On Demand is the simplest and clearest description of the single most important business strategy your company needs to start asking and answering questions about.
| ||express delivery|
| print comment|
The more you move away from thinking about your organization, and more towards thinking in terms of 'your network', the easier it becomes to understand the need for, the benefits of, and the methods of achieving an On Demand 'real time' enterprise. Neil McEvoy is CEO of the Genesis Forum and chief architect of its ON_DEMAND Business Program, a business and technology strategy framework for organizations of any size to become agile, 21st-century corporations. This article is an excerpt from the first issue of the organization's On Demand journal, downloadable in full here.
Glossary terms: on demand, EAI, workflow, business process, lookup tool
So what does an On Demand organization look like?
Its primary characteristic is a recognition of being network-centric, in contrast to 20th-century organizations that favor isolation through top-down, command and control paradigms.
There is no such thing as an On Demand business, only an On Demand supply network. No business exists without buying parts from other companies, whether they are people or car tires. How effectively all of these pieces fit together determines how fluid your organization will be.
The more you move away from thinking about your organization, and more towards thinking in terms of 'your network', the easier it becomes to understand the need for, the benefits of, and the methods of achieving an On Demand 'real time' enterprise.
On Demand capability is achieved through this network being fluidly interconnected in a 'loosely coupled' manner, meaning that it can re-organize itself in real time to the preferences of its customers and other market factors.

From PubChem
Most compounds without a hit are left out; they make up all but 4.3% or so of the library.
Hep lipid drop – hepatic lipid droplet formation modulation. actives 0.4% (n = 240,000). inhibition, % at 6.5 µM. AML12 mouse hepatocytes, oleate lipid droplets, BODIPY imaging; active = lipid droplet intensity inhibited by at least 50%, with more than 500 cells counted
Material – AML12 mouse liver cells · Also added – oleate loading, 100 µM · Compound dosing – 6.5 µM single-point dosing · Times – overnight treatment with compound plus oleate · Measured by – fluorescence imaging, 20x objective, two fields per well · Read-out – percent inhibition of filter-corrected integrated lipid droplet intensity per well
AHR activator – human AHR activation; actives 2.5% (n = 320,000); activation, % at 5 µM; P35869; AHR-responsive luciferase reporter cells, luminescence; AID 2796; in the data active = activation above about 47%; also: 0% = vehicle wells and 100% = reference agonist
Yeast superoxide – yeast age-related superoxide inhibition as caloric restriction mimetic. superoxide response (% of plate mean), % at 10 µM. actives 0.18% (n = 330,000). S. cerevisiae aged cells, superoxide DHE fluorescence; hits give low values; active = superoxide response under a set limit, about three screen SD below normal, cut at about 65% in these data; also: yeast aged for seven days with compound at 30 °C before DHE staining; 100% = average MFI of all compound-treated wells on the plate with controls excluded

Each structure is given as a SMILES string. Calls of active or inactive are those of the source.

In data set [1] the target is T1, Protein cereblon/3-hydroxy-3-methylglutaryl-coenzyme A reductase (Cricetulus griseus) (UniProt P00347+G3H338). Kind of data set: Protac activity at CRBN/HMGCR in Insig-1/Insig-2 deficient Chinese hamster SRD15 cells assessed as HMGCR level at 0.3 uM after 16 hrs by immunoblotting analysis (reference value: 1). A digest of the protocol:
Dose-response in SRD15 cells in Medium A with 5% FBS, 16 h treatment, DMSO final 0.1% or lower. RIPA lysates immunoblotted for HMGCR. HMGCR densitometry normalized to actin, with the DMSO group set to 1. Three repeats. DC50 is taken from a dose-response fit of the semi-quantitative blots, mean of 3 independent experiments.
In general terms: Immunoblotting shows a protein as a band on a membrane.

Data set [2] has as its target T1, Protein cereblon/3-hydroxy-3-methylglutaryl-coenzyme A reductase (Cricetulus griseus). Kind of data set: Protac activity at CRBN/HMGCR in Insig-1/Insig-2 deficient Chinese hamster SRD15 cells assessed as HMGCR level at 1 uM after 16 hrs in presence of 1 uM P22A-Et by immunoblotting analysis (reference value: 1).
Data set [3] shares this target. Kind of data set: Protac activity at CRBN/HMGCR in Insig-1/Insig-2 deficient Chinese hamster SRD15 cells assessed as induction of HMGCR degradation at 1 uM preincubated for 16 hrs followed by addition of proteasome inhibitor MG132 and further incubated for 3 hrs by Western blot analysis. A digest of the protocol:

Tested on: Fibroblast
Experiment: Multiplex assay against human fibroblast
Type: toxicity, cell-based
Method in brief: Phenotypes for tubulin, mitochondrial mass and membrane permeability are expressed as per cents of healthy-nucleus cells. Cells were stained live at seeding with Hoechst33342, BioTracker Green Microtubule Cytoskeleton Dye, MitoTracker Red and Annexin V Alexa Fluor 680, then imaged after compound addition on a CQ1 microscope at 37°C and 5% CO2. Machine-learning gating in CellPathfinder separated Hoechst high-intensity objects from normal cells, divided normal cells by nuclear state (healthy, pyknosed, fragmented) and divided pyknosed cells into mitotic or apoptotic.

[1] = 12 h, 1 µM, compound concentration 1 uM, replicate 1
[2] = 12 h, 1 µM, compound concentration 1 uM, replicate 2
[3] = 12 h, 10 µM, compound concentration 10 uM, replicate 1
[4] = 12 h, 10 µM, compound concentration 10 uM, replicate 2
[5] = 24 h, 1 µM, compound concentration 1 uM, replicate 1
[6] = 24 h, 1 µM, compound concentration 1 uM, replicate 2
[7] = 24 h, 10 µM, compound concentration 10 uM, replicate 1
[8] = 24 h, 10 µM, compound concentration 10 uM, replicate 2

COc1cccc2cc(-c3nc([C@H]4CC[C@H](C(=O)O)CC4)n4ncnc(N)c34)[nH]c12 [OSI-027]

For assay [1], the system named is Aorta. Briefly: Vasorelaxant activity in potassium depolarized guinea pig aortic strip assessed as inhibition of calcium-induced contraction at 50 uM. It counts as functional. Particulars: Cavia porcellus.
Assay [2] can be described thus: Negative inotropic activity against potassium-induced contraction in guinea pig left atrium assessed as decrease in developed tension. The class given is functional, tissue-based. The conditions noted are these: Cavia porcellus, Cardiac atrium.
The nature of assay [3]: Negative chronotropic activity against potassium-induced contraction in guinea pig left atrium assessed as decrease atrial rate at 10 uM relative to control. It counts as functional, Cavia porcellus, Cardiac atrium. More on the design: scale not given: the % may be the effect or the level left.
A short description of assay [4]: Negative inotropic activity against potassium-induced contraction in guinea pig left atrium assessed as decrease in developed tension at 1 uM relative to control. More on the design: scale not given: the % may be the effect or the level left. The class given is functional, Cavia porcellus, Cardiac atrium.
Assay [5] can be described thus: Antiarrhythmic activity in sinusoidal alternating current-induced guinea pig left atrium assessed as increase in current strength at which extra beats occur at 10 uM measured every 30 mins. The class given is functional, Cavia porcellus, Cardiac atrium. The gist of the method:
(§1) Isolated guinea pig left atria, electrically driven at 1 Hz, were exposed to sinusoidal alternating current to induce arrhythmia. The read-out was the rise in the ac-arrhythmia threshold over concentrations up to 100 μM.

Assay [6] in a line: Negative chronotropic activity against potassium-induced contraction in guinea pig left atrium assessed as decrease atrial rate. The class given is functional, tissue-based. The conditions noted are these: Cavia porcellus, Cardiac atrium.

Ie, On Demand.
With this perspective, your overriding strategy should therefore be to design from the point of view of becoming a more fluid component of a larger network that is beyond your direct control. Up till now, most strategy and re-engineering exercises have constrained the focus of their efforts only to the organization that is implementing them.
This presents a considerable shift in terms of how you think about defining your business processes and what technology will be required to implement them.
Collectively focused (federated) workflow
Most organizations view their business processes as something they own and subsequently design and implement them with a combination of technology and data formats unique to them. The only point at which they consider a broader perspective is at the 'hand-over points' where they pass sub-components of workflow to their supply chain partners.
Hundreds of millions of dollars are spent on EAI (Enterprise Application Integration) projects to connect system to system to enable 'straight through processing' of workflow. This is a fundamental requirement for the fluidity necessary for immediate, On Demand fulfilment of customers needs.